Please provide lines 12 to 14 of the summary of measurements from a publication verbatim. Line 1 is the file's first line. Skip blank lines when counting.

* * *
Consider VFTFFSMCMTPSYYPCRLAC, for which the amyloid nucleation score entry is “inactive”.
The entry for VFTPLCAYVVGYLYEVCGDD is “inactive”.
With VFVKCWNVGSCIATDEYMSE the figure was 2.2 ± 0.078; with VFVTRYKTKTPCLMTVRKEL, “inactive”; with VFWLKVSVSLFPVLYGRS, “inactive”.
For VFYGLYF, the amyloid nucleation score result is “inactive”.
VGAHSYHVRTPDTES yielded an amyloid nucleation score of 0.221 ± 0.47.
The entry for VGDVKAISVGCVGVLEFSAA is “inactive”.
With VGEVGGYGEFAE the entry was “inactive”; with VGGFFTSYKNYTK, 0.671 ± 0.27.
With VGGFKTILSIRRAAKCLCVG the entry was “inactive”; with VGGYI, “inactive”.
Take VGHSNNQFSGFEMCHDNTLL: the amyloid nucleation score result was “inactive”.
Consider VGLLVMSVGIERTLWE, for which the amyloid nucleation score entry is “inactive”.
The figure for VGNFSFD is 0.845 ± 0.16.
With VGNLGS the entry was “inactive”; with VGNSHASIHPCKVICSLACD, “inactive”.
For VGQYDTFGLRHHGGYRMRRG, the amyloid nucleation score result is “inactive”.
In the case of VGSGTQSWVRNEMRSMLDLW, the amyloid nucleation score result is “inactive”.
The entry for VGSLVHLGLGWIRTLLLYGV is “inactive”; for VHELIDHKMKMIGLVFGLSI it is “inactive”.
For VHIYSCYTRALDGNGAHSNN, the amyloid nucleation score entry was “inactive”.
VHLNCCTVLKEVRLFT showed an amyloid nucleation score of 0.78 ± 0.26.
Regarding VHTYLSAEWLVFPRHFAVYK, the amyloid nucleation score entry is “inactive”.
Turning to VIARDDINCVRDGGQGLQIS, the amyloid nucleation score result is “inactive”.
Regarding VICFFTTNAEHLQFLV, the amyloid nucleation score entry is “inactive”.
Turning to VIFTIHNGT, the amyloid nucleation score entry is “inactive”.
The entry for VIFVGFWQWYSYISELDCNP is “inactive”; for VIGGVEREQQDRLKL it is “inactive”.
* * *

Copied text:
With VGNLGS the entry was “inactive”; with VGNSHASIHPCKVICSLACD, “inactive”.
For VGQYDTFGLRHHGGYRMRRG, the amyloid nucleation score result is “inactive”.
In the case of VGSGTQSWVRNEMRSMLDLW, the amyloid nucleation score result is “inactive”.